My wife Linda and I both turned 50 this year. (Editor’s note: She’s older.) And while we knew we wanted to do something special to commemorate our collective 100 years, we weren’t quite sure what it should be.
Huge party? Nah. Too much work.
Romantic cruise in the Caribbean? Hmm … probably not. What if there’s a hurricane?
Sort of. I say sort of, because while neither of us wanted to go “real” skydiving, we were both intrigued by the fake skydiving offered at SkyVenture in nearby Nashua, New Hampshire.
Here’s how it works. First, you put on a flight suit, sit through a 20-minute training class, and sign a waiver stating that you are more than three years old, less than 250 pounds, and not currently pregnant or drunk (that you know of).
Next, you kind of lean into a 15-foot (or so) diameter wind tunnel that’s filled with lots of fast moving air and one unbelievably patient instructor.
Your job: Maintain a ridiculous, curved back, flying squirrel posture at all times.
Your instructor’s job: Make aerodynamic adjustments to your body to keep you comfortably afloat; try not to laugh at how stupid you look in the hope that you’ll give him a big tip at the end.
It was only four minutes of total wind tunnel time, but I have to tell you, it’s one of the coolest things I’ve done in my 50 short years on Earth.
But here’s what I noticed: The best way to stay aloft in the tunnel is to move as little as possible. Any extra movement – waving to your three children, trying to stick your tongue out (really bad idea), or anything else that causes the wind to readjust around you – will immediately result in a loss of altitude and lots of wall bumping.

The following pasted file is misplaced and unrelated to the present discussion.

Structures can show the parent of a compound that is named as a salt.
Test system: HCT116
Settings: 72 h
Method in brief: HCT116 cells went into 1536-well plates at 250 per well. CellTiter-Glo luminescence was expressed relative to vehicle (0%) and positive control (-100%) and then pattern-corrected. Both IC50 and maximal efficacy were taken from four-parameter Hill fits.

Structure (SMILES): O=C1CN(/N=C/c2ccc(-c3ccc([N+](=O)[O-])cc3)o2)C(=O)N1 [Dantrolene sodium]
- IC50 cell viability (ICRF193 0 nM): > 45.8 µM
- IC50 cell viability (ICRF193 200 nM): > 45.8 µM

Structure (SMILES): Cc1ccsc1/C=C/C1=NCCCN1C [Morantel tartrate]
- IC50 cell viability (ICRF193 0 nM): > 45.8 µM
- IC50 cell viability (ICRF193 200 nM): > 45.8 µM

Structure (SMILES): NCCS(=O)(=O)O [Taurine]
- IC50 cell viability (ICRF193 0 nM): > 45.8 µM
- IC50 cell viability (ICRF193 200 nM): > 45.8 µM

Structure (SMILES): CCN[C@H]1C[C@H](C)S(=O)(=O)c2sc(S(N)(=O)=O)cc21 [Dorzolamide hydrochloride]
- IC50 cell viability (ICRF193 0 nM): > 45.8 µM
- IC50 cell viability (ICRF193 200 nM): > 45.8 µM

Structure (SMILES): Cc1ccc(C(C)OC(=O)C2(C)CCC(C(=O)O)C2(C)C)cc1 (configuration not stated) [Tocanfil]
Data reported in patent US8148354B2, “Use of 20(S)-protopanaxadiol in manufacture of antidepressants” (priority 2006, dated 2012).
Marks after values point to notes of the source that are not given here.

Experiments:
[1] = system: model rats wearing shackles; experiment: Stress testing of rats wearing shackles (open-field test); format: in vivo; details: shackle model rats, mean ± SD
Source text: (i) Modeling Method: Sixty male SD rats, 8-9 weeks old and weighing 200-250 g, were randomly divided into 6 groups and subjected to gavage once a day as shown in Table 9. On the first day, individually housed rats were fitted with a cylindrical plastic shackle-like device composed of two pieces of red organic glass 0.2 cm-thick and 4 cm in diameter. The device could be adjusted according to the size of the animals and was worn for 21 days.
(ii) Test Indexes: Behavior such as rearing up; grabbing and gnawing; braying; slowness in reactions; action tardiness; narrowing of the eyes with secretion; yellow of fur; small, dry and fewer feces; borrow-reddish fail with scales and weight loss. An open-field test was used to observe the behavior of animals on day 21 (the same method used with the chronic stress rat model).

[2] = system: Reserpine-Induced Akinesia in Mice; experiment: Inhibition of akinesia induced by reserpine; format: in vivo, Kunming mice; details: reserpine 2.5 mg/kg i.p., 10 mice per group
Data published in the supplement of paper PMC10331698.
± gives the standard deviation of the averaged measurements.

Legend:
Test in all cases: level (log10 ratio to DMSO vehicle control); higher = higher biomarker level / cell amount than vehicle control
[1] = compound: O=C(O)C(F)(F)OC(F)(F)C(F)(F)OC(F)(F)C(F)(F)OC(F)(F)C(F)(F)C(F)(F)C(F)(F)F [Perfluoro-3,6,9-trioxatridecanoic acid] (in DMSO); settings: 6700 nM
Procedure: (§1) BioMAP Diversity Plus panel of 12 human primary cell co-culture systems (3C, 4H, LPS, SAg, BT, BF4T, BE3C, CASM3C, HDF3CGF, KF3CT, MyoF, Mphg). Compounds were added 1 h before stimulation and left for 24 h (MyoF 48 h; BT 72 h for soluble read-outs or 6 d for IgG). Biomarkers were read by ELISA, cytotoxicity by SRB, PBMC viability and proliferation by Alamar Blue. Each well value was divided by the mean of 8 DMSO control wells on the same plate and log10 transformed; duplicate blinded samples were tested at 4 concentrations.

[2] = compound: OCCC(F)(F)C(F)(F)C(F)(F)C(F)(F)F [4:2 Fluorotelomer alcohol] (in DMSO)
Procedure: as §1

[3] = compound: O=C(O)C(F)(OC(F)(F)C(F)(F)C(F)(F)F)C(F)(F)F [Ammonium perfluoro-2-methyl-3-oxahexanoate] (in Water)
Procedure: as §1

Believe it or not, positioning yourself and your firm as a “high flying” (sorry) expert, requires the same lack of movement in the messages you send.
Here’s what I mean …
One of the questions I receive frequently from clients, workshop participants, wind tunnel instructors and others who publish a monthly newsletter has to do with topic repetition. In general, there’s a concern with being repetitive and a widely held belief that once a particular topic has been covered it can never be touched again.
I don’t agree. In fact I think repetition of your point of view over the course of time is what gives readers a sense of who you are and what you believe. To put it another way, I think repetition of your point of view over the course of time is what gives readers a sense of who you are and what you believe.
Am I suggesting that you tell the same story again and again or reprint the same newsletter? No. That’s just plain boring.
What I am saying, however, is that part of what makes you an expert is that you have a particular set of beliefs regarding the big issues and ideas within your specialty.
… If you’re a financial planner you may believe in the value of sticking to a monthly household budget.
… If you’re a market research firm you may believe in the value of open-ended questioning.
… If you’re an intergalacticly famous E-Newsletter consultant you may believe in the value of authentic communication.
Whatever your “thing” is, you don’t have to worry about mentioning it more than once – that’s what you’re supposed to do. At least if you have any hope of another human being remembering it and associating it with you.
So all that said, here’s my simple, two-step process for cementing your standing as an expert in your field:
- Figure out what you believe in. What’s your philosophy? Your approach? Your point of view? Apart from whatever it is you sell. If you were going to carve your firm’s Ten Commandments into a stone (not that I’m suggesting this), what would it say?
- Deliberately weave these bigger concepts into everything you say and write – over and over and over again. Use repetition to help people connect the dots between you and your company’s core beliefs.
At the risk of repeating myself, if you want to be known for something, repetition is your friend. Is your friend.